Well – they’re all just south of the river…
Ham and Petersham are the leafier parts of the leafy London Borough of Richmond upon Thames, with Petersham being especially so.
Lewisham is rather less leafy – but not lacking all greenery and an area subject to much change – as with many parts of London at the moment.
Ham and Petersham are clearly very well to do and both would appear to be parts of the country or a country town. There is quite a substantial German population because there is a very well known and high quality German school in Ham. Ham Church (St Thomas Aquinas) is a church of the Southwark Diocese of the Roman Catholic Church – but looks for all the world like some Scandinavian Protestant Church. I notice they have a German Mass on Sundays.
My photograph entitled off Ham Common – which may perhaps look a bit dull – is of Langham House Close – a small block of flats built in the mid 1950s and designed by James Stirling (1926-1992) and James Gowan. The flats are Grade II listed and James Stirling – a former president of the Royal Institute of British Architects is the person after whom the Stirling Prize is named. I have met a resident who witnessed them being built and has lived in them since the first day – and still lives there happily.
Montrose House in Petersham was for many years the home of a well known chap from Bermondsey, who made his name initially with a record Singing the Blues, released in 1956. (At the age of 13 or 14, I was good imitator – but fame and fortune somehow eluded me…) Over the years the high garden wall has been the subject of many car accidents because of the sharp bend and a number of the locals clubbed together to buy some of Mr Steele’s land and attempted to get the road bend straightened out, though there are still some mishaps.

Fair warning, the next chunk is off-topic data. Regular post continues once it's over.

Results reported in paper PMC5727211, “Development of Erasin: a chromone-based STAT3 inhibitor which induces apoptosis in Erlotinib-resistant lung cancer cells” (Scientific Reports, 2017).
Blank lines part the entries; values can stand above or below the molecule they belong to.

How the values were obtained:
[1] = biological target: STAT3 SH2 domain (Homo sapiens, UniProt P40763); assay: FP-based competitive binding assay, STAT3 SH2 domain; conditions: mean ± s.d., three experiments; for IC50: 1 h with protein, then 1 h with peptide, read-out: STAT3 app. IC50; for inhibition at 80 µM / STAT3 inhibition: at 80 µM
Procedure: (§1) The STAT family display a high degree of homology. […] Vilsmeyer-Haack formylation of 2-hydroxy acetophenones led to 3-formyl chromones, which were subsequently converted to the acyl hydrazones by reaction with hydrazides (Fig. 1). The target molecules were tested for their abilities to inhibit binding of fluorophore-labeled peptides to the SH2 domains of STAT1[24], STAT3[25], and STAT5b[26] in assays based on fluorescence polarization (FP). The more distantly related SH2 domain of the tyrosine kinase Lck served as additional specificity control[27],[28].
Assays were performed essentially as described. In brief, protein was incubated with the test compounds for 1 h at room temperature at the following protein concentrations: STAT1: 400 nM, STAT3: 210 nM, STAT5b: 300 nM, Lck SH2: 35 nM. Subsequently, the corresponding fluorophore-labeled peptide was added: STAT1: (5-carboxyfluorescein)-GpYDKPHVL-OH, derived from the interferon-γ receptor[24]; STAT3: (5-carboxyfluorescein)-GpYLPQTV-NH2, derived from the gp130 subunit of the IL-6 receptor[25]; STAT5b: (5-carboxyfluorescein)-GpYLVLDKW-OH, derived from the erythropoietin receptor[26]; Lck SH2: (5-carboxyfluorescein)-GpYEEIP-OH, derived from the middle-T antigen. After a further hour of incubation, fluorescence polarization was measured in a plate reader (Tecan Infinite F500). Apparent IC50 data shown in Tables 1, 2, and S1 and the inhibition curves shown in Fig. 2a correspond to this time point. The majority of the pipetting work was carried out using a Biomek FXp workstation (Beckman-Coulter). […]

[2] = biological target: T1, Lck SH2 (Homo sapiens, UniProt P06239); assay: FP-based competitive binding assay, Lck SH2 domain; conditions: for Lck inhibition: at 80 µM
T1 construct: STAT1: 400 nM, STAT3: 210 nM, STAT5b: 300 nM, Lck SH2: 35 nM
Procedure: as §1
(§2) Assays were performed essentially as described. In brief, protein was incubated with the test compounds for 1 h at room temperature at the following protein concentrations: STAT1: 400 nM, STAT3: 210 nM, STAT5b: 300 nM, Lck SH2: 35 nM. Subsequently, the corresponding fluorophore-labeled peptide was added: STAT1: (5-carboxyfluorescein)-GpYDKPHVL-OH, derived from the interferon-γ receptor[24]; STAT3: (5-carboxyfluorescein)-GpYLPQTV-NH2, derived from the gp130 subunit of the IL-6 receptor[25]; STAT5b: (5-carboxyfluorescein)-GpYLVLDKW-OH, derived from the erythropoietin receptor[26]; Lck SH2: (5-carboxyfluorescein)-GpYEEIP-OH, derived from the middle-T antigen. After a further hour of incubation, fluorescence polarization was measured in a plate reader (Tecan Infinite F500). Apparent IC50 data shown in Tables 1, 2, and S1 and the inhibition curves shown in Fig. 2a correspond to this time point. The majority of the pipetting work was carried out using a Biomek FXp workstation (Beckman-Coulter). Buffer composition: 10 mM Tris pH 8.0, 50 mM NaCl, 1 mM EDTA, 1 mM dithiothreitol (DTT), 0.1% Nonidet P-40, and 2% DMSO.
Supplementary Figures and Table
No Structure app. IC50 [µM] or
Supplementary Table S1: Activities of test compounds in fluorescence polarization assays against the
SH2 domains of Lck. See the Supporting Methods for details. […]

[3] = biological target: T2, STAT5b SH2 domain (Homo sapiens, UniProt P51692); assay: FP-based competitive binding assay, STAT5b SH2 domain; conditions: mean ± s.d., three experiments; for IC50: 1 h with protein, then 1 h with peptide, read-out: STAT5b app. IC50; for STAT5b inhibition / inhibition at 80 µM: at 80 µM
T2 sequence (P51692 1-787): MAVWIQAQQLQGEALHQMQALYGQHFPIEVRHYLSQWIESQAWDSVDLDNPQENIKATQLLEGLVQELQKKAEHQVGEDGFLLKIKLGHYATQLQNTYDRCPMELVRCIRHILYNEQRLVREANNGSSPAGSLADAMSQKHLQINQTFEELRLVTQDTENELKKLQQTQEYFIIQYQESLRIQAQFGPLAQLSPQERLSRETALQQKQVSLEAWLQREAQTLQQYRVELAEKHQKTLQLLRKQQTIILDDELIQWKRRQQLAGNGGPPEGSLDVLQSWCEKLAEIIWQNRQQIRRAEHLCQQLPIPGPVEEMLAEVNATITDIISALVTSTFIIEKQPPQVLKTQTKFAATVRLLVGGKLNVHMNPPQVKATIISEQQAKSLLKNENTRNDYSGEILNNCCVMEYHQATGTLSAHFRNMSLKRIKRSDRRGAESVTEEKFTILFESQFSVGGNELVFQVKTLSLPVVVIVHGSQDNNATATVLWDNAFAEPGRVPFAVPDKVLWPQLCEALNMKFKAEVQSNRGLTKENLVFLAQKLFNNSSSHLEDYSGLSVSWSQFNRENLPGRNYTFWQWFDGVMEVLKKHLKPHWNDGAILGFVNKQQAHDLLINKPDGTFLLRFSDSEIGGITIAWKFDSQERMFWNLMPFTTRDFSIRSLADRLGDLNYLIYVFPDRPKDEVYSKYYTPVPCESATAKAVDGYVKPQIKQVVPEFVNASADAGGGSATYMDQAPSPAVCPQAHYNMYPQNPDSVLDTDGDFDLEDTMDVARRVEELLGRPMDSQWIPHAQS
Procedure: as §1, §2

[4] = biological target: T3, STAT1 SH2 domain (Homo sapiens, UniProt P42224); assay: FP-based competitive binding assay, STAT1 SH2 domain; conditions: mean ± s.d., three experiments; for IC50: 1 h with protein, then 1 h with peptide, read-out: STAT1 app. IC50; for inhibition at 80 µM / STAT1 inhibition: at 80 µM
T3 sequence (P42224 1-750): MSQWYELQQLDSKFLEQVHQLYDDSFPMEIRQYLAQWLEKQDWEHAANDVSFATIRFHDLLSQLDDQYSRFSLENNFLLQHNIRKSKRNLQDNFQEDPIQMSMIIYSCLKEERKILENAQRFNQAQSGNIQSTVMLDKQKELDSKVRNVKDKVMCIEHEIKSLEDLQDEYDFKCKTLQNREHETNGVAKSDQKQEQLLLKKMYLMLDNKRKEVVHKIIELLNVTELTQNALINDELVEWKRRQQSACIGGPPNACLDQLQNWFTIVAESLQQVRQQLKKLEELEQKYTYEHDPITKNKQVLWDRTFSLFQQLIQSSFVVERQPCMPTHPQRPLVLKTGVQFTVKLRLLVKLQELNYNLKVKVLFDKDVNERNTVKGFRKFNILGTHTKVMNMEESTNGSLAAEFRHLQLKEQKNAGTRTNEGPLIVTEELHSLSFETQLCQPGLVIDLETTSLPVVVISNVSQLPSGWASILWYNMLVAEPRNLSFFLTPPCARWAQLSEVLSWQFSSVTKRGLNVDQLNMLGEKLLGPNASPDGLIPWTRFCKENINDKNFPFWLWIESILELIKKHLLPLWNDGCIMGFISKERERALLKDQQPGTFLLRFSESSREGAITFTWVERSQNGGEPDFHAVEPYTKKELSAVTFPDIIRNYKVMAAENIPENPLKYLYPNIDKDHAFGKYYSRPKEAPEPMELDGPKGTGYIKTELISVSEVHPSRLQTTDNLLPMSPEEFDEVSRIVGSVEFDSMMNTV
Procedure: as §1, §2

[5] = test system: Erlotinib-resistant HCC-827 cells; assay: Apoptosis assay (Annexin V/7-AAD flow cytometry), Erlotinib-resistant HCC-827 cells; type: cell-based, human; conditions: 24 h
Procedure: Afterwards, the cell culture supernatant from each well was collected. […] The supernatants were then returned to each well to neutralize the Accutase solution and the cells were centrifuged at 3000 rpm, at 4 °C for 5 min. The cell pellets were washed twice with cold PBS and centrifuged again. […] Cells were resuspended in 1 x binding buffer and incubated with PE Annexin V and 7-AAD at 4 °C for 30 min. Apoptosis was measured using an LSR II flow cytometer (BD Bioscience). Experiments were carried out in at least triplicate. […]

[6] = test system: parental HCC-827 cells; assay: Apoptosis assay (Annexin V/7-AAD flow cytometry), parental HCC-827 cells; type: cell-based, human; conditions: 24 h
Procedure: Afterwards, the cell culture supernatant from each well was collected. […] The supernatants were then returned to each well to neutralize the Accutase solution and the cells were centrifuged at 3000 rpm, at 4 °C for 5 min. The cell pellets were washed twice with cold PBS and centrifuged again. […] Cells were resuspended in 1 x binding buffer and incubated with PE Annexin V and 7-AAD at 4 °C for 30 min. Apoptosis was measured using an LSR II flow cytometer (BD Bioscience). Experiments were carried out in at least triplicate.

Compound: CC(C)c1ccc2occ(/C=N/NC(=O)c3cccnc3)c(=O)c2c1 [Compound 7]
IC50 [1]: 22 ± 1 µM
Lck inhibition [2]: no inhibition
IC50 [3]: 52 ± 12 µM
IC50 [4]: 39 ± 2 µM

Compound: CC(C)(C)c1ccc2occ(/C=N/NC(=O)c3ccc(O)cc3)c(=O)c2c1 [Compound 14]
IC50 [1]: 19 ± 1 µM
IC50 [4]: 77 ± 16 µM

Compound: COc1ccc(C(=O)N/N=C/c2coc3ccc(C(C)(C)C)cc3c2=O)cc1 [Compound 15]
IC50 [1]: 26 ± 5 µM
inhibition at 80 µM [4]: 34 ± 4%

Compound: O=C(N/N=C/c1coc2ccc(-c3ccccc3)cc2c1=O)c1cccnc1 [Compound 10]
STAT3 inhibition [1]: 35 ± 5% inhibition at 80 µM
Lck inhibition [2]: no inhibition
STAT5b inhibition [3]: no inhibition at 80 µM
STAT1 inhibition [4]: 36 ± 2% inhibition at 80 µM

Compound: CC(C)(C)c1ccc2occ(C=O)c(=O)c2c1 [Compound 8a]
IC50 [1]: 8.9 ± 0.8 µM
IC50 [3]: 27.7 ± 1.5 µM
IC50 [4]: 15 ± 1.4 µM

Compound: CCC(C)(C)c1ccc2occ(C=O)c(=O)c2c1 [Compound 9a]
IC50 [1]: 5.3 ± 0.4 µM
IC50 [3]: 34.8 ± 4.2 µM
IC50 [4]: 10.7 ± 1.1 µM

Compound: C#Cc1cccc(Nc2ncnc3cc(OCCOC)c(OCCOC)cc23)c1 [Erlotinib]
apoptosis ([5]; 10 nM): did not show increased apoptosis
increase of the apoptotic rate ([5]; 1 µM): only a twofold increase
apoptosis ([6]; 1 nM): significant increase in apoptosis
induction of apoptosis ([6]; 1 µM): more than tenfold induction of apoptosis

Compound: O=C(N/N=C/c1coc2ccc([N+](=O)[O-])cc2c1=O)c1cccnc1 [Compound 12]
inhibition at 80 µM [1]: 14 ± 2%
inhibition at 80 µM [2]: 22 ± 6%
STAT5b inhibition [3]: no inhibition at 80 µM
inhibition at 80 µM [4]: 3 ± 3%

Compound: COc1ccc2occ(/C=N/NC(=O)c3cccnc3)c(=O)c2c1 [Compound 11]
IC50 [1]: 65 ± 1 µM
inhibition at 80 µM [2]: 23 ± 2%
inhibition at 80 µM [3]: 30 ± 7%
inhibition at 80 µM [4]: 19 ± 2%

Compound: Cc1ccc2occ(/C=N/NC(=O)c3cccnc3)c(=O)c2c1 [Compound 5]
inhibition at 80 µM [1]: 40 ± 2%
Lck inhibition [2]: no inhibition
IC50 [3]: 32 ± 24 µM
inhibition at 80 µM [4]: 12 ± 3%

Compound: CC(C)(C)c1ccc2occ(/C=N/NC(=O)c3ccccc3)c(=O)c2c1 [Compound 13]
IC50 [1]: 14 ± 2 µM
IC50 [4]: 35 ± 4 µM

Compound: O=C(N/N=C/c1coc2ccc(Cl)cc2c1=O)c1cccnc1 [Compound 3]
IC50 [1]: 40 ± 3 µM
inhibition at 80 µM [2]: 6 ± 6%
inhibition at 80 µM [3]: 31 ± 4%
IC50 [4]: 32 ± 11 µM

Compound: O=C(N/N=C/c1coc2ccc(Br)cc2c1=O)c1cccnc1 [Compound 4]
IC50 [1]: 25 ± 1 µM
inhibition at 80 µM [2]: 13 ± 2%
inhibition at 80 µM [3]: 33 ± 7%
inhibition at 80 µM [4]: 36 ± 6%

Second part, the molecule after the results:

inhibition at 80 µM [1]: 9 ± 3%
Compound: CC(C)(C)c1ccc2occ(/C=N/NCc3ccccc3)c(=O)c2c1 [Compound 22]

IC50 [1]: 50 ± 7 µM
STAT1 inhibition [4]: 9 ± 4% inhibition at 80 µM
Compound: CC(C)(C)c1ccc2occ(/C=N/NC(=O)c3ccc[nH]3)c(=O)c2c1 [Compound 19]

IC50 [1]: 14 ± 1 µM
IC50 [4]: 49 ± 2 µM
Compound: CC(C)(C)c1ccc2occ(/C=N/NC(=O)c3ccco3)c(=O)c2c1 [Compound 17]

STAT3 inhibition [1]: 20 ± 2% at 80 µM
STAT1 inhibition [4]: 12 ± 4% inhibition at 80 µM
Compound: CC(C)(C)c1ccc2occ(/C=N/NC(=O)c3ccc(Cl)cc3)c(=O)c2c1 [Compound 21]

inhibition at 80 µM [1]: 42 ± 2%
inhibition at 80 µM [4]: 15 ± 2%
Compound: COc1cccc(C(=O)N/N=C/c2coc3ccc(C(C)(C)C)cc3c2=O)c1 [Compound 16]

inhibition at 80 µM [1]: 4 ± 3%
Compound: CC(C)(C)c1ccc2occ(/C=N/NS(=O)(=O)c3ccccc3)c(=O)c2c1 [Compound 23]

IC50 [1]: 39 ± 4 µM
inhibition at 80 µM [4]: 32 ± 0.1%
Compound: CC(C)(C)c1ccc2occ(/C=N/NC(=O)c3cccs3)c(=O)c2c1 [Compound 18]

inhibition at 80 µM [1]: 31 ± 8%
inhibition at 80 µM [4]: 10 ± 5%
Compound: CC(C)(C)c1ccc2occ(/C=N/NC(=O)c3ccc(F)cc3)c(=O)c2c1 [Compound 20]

Over in Lewisham – the contrast with Catford High Street could not be greater – though Catford is very much an upcoming area for people wanting to buy their first home, and in the direction of Lewisham – just off the main Lewisham High Street are many lovely large Edwardian villas. I have not been inside Catford Theatre but understand it is wall to wall Art Deco – and all Grade II listed. Oprah Winfrey is one of the sponsors of the theatre.
Closer to Lewisham Station the entire area is being rebuilt – called Lewisham Gateway ; another area of contrast to Ham and Petersham.
I have taken one photo through the railings of Lewisham Station of the work being undertaken to re-channel the Quaggy and Ravensbourne Rivers – both tributaries of the Thames. The Quaggy flows into the Ravensbourne, which in its turn flows into Deptford Dock – and then into the Thames. (I have a photo in my May posting of the statue of Peter the Great just where Deptford Dock runs into the Thames)
Finally I have two pictures of two rather beautiful alms-houses – one in Lewisham and one in Ham. Why don’t we build almshouses – or a modern equivalent – today?